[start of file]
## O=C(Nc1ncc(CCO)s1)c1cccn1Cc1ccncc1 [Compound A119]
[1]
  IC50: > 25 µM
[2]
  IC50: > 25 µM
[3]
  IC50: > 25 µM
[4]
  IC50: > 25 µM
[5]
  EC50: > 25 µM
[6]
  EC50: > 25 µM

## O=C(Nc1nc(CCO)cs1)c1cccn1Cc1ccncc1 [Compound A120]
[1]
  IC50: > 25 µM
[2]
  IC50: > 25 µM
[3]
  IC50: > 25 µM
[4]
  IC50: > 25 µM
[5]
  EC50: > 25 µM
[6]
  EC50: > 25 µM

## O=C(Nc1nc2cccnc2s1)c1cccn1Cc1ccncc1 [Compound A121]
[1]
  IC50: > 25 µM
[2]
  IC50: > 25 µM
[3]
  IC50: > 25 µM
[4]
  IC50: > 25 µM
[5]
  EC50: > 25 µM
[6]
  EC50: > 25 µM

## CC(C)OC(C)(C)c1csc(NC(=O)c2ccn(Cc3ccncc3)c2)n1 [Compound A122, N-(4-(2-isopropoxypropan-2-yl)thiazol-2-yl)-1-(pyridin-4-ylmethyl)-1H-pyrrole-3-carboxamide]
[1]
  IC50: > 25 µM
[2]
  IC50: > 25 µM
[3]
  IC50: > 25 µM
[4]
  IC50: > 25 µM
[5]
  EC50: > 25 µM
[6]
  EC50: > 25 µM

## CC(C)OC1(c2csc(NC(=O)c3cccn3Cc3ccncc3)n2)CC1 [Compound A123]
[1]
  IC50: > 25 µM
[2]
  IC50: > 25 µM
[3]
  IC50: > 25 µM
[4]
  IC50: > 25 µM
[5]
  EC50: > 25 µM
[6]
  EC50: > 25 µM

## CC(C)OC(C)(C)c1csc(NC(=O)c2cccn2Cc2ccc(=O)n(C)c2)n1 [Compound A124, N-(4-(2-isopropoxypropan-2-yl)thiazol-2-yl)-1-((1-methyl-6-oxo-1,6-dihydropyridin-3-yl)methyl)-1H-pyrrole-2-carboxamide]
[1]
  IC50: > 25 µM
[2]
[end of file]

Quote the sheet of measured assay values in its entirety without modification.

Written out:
## O=C(Nc1ncc(CCO)s1)c1cccn1Cc1ccncc1 [Compound A119]
[1]
  IC50: > 25 µM
[2]
  IC50: > 25 µM
[3]
  IC50: > 25 µM
[4]
  IC50: > 25 µM
[5]
  EC50: > 25 µM
[6]
  EC50: > 25 µM

## O=C(Nc1nc(CCO)cs1)c1cccn1Cc1ccncc1 [Compound A120]
[1]
  IC50: > 25 µM
[2]
  IC50: > 25 µM
[3]
  IC50: > 25 µM
[4]
  IC50: > 25 µM
[5]
  EC50: > 25 µM
[6]
  EC50: > 25 µM

## O=C(Nc1nc2cccnc2s1)c1cccn1Cc1ccncc1 [Compound A121]
[1]
  IC50: > 25 µM
[2]
  IC50: > 25 µM
[3]
  IC50: > 25 µM
[4]
  IC50: > 25 µM
[5]
  EC50: > 25 µM
[6]
  EC50: > 25 µM

## CC(C)OC(C)(C)c1csc(NC(=O)c2ccn(Cc3ccncc3)c2)n1 [Compound A122, N-(4-(2-isopropoxypropan-2-yl)thiazol-2-yl)-1-(pyridin-4-ylmethyl)-1H-pyrrole-3-carboxamide]
[1]
  IC50: > 25 µM
[2]
  IC50: > 25 µM
[3]
  IC50: > 25 µM
[4]
  IC50: > 25 µM
[5]
  EC50: > 25 µM
[6]
  EC50: > 25 µM

## CC(C)OC1(c2csc(NC(=O)c3cccn3Cc3ccncc3)n2)CC1 [Compound A123]
[1]
  IC50: > 25 µM
[2]
  IC50: > 25 µM
[3]
  IC50: > 25 µM
[4]
  IC50: > 25 µM
[5]
  EC50: > 25 µM
[6]
  EC50: > 25 µM

## CC(C)OC(C)(C)c1csc(NC(=O)c2cccn2Cc2ccc(=O)n(C)c2)n1 [Compound A124, N-(4-(2-isopropoxypropan-2-yl)thiazol-2-yl)-1-((1-methyl-6-oxo-1,6-dihydropyridin-3-yl)methyl)-1H-pyrrole-2-carboxamide]
[1]
  IC50: > 25 µM
[2]